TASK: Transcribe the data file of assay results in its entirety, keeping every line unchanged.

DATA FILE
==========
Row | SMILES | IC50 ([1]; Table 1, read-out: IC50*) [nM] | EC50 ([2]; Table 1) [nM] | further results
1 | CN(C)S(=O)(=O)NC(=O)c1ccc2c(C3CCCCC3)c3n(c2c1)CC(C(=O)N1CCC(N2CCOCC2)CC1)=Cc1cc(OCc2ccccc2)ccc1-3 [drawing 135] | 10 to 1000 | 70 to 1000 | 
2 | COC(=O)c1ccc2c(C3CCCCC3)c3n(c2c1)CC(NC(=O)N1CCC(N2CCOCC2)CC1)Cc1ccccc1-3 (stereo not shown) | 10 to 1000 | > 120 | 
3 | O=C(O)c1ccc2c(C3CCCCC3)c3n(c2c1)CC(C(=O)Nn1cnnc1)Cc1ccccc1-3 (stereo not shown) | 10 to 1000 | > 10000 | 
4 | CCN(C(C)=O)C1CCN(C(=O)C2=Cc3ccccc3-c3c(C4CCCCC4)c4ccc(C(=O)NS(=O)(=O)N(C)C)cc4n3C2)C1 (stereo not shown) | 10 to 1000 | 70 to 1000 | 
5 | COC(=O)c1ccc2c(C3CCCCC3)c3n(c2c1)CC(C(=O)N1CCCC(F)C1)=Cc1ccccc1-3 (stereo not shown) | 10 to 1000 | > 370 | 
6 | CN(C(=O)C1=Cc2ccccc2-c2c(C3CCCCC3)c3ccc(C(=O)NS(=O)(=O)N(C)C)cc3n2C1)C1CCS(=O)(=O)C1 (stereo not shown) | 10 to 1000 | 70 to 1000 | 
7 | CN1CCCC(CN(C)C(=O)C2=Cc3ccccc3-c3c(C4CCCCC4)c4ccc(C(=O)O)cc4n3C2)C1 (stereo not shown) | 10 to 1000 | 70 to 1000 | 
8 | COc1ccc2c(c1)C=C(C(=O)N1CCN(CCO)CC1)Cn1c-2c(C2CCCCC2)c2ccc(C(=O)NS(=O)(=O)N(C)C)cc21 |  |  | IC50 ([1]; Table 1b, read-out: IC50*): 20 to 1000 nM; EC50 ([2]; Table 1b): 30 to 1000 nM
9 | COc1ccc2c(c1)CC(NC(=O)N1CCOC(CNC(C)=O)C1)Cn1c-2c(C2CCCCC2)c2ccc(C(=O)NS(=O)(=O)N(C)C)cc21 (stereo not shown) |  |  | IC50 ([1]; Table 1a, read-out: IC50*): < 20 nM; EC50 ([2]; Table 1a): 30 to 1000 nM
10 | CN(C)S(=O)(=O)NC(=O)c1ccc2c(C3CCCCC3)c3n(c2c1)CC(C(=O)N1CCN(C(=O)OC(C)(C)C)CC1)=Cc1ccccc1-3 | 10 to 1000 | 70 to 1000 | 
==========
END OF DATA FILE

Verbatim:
Row | SMILES | IC50 ([1]; Table 1, read-out: IC50*) [nM] | EC50 ([2]; Table 1) [nM] | further results
1 | CN(C)S(=O)(=O)NC(=O)c1ccc2c(C3CCCCC3)c3n(c2c1)CC(C(=O)N1CCC(N2CCOCC2)CC1)=Cc1cc(OCc2ccccc2)ccc1-3 [drawing 135] | 10 to 1000 | 70 to 1000 | 
2 | COC(=O)c1ccc2c(C3CCCCC3)c3n(c2c1)CC(NC(=O)N1CCC(N2CCOCC2)CC1)Cc1ccccc1-3 (stereo not shown) | 10 to 1000 | > 120 | 
3 | O=C(O)c1ccc2c(C3CCCCC3)c3n(c2c1)CC(C(=O)Nn1cnnc1)Cc1ccccc1-3 (stereo not shown) | 10 to 1000 | > 10000 | 
4 | CCN(C(C)=O)C1CCN(C(=O)C2=Cc3ccccc3-c3c(C4CCCCC4)c4ccc(C(=O)NS(=O)(=O)N(C)C)cc4n3C2)C1 (stereo not shown) | 10 to 1000 | 70 to 1000 | 
5 | COC(=O)c1ccc2c(C3CCCCC3)c3n(c2c1)CC(C(=O)N1CCCC(F)C1)=Cc1ccccc1-3 (stereo not shown) | 10 to 1000 | > 370 | 
6 | CN(C(=O)C1=Cc2ccccc2-c2c(C3CCCCC3)c3ccc(C(=O)NS(=O)(=O)N(C)C)cc3n2C1)C1CCS(=O)(=O)C1 (stereo not shown) | 10 to 1000 | 70 to 1000 | 
7 | CN1CCCC(CN(C)C(=O)C2=Cc3ccccc3-c3c(C4CCCCC4)c4ccc(C(=O)O)cc4n3C2)C1 (stereo not shown) | 10 to 1000 | 70 to 1000 | 
8 | COc1ccc2c(c1)C=C(C(=O)N1CCN(CCO)CC1)Cn1c-2c(C2CCCCC2)c2ccc(C(=O)NS(=O)(=O)N(C)C)cc21 |  |  | IC50 ([1]; Table 1b, read-out: IC50*): 20 to 1000 nM; EC50 ([2]; Table 1b): 30 to 1000 nM
9 | COc1ccc2c(c1)CC(NC(=O)N1CCOC(CNC(C)=O)C1)Cn1c-2c(C2CCCCC2)c2ccc(C(=O)NS(=O)(=O)N(C)C)cc21 (stereo not shown) |  |  | IC50 ([1]; Table 1a, read-out: IC50*): < 20 nM; EC50 ([2]; Table 1a): 30 to 1000 nM
10 | CN(C)S(=O)(=O)NC(=O)c1ccc2c(C3CCCCC3)c3n(c2c1)CC(C(=O)N1CCN(C(=O)OC(C)(C)C)CC1)=Cc1ccccc1-3 | 10 to 1000 | 70 to 1000 | 